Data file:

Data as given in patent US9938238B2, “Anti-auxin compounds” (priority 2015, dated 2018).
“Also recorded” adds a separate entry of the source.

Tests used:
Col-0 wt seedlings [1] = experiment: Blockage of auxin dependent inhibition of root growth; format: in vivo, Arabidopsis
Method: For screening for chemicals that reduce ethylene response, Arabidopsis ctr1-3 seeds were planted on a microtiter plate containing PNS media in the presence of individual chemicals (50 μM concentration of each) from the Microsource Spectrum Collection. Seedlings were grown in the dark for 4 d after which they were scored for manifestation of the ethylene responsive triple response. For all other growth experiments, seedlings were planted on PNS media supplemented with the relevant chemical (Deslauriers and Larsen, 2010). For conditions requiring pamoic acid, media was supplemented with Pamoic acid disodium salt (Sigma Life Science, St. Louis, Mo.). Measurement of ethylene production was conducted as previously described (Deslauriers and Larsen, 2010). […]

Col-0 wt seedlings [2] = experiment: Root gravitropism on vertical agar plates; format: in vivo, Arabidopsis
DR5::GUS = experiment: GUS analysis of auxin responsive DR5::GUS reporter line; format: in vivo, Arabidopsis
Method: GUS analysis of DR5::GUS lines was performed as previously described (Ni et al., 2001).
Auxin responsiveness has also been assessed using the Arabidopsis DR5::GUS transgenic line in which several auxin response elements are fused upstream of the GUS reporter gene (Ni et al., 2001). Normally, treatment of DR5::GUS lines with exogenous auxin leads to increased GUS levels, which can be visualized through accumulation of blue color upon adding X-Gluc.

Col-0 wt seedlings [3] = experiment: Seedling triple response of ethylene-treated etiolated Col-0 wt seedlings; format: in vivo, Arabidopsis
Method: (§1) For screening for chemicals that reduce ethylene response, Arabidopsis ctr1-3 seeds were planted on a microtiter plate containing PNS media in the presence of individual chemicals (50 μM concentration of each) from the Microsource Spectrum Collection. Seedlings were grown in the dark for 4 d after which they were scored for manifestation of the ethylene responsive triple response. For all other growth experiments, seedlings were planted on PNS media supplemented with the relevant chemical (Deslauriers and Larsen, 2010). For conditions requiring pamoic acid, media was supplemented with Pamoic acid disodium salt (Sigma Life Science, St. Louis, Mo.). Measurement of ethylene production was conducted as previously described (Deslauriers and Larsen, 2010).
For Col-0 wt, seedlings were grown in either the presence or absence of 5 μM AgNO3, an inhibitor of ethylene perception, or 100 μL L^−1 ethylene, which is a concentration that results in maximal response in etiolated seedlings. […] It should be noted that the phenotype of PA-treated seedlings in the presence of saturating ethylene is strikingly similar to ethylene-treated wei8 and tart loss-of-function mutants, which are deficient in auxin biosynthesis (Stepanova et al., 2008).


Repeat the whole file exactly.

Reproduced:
Data as given in patent US9938238B2, “Anti-auxin compounds” (priority 2015, dated 2018).
“Also recorded” adds a separate entry of the source.

Tests used:
Col-0 wt seedlings [1] = experiment: Blockage of auxin dependent inhibition of root growth; format: in vivo, Arabidopsis
Method: For screening for chemicals that reduce ethylene response, Arabidopsis ctr1-3 seeds were planted on a microtiter plate containing PNS media in the presence of individual chemicals (50 μM concentration of each) from the Microsource Spectrum Collection. Seedlings were grown in the dark for 4 d after which they were scored for manifestation of the ethylene responsive triple response. For all other growth experiments, seedlings were planted on PNS media supplemented with the relevant chemical (Deslauriers and Larsen, 2010). For conditions requiring pamoic acid, media was supplemented with Pamoic acid disodium salt (Sigma Life Science, St. Louis, Mo.). Measurement of ethylene production was conducted as previously described (Deslauriers and Larsen, 2010). […]

Col-0 wt seedlings [2] = experiment: Root gravitropism on vertical agar plates; format: in vivo, Arabidopsis
DR5::GUS = experiment: GUS analysis of auxin responsive DR5::GUS reporter line; format: in vivo, Arabidopsis
Method: GUS analysis of DR5::GUS lines was performed as previously described (Ni et al., 2001).
Auxin responsiveness has also been assessed using the Arabidopsis DR5::GUS transgenic line in which several auxin response elements are fused upstream of the GUS reporter gene (Ni et al., 2001). Normally, treatment of DR5::GUS lines with exogenous auxin leads to increased GUS levels, which can be visualized through accumulation of blue color upon adding X-Gluc.

Col-0 wt seedlings [3] = experiment: Seedling triple response of ethylene-treated etiolated Col-0 wt seedlings; format: in vivo, Arabidopsis
Method: (§1) For screening for chemicals that reduce ethylene response, Arabidopsis ctr1-3 seeds were planted on a microtiter plate containing PNS media in the presence of individual chemicals (50 μM concentration of each) from the Microsource Spectrum Collection. Seedlings were grown in the dark for 4 d after which they were scored for manifestation of the ethylene responsive triple response. For all other growth experiments, seedlings were planted on PNS media supplemented with the relevant chemical (Deslauriers and Larsen, 2010). For conditions requiring pamoic acid, media was supplemented with Pamoic acid disodium salt (Sigma Life Science, St. Louis, Mo.). Measurement of ethylene production was conducted as previously described (Deslauriers and Larsen, 2010).
For Col-0 wt, seedlings were grown in either the presence or absence of 5 μM AgNO3, an inhibitor of ethylene perception, or 100 μL L^−1 ethylene, which is a concentration that results in maximal response in etiolated seedlings. […] It should be noted that the phenotype of PA-treated seedlings in the presence of saturating ethylene is strikingly similar to ethylene-treated wei8 and tart loss-of-function mutants, which are deficient in auxin biosynthesis (Stepanova et al., 2008).